Without natural capital, all species and ecosystems would become defunct. And without scientific innovation providing research and the tools to care for the earth, the Earth’s billions of inhabitants would not be able to continue a sustainable lifestyle.
Science is fundamental to finding solutions to climate change. Research is applied to drive a cohesive strategy with nature at its core, to assist with conservation decisions offering the best social, economic and environmental benefits. We look at six unique innovations which would not have been possible without scientific research. Some of these help humans, others help animals, but all help to secure a friendlier and greener environment for the next generation of earth dwellers.
Across Africa, especially female scientists from countries such as Ethiopia, Kenya, South Africa and Cameroon, to name but a few, are making huge strides toward greening the planet through exemplary research projects.
According to Dr Madaka Tumbo, lecturer at the Institute of Resource Assessment (IRA), University of Dar es Salaam, the importance of African-led innovation could never be over-emphasised to meet the continent’s challenges in the face of climate change.
Green Africa takes a look at five female African scientists and their projects:
Cameroon’s Dr Dieudonne Alemagi studies and identifies strategies for advancing the implementation REDD+, a mechanism to support developing countries to reduce emissions by promoting the conservation and the sustainable management of their forests.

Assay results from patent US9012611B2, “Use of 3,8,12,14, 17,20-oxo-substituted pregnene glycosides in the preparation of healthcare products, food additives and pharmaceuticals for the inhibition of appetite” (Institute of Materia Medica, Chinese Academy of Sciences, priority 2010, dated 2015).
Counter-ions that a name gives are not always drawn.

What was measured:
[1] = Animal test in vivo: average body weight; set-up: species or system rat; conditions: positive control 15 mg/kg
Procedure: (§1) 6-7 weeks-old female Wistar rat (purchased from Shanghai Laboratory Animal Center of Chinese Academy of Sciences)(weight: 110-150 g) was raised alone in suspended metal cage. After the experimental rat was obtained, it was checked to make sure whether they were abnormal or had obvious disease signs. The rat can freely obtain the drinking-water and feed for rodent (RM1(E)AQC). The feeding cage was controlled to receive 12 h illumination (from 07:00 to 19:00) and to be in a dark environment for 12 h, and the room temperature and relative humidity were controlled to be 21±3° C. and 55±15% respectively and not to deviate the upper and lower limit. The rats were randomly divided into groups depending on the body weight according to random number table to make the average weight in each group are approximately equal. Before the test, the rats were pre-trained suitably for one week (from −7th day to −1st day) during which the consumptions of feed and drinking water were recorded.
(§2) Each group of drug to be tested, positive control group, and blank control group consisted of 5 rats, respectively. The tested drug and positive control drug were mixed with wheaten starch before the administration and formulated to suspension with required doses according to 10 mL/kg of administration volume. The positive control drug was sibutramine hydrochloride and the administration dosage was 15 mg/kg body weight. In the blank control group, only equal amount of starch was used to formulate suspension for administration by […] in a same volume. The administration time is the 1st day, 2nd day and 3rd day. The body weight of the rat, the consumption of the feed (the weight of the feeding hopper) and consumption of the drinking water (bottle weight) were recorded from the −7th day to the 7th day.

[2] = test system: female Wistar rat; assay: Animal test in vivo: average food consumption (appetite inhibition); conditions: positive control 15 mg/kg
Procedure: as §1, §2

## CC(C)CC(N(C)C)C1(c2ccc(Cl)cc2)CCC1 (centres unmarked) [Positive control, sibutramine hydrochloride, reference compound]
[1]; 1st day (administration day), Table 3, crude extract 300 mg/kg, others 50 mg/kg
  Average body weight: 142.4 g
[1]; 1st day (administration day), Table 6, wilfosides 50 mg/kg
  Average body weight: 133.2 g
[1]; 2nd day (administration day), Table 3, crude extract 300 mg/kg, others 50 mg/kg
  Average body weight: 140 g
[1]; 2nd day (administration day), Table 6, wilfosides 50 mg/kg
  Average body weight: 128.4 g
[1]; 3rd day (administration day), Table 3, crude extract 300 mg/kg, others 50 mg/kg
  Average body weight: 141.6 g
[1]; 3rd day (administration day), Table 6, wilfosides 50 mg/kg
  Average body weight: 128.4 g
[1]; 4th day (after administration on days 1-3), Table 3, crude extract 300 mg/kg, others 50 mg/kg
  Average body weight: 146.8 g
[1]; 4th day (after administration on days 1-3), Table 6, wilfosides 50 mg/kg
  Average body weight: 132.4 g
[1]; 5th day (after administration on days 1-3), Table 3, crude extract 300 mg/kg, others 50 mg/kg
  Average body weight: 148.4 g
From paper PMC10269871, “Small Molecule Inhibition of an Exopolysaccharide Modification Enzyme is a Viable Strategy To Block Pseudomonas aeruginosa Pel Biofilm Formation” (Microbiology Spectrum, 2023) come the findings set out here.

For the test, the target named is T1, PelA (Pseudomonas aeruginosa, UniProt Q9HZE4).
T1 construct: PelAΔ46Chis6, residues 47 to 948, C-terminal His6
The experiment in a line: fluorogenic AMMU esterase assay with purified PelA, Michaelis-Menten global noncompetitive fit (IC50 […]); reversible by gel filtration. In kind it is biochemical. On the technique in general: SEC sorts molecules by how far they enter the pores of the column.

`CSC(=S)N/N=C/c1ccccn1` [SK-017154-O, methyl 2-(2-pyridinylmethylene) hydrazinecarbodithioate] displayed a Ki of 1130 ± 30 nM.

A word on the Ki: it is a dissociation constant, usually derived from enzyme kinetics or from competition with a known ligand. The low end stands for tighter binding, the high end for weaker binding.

Dr Stella Kabiri-Marial from Uganda’s Mukono Zonal Agricultural Research and Development Institute focuses her research on green-energy driven technology solutions to support on-site fertiliser production in Africa. Her aim is to provide cost-affordable, green-made nitrogen fertilisers to local small-scale farms.
Dr Asanterabi Lowassa from Tanzania’s Wildlife Research Institute
aims to provide a broad understanding of the impact of gender inequality on climate change and mitigation measures/coping strategies to influence policy and decision makers to develop a gender-responsive approach.
Dr Mary-Jane Bopape from the South African Weather Service focuses on the improvement of thunderstorm simulations over Southern Africa using numerical weather prediction models through modification of the boundary layer and microphysics parametrisation schemes. Output from these models would also be used to develop products for the agriculture, water, disaster risk reduction and energy and health sectors.
Dr Rondrotiana Barimalala from the University of Cape Town in SA addresses
African island states over southwest Indian Ocean (SWIO) region threatened by the impacts of climate change. With a particular focus on Madagascar, her project will contribute to scientific understanding of climate variability and change on the island in order to integrate a science-based knowledge into the country’s climate-sensitive decisions, climate change adaptation and mitigation plans as well as on the national risk awareness.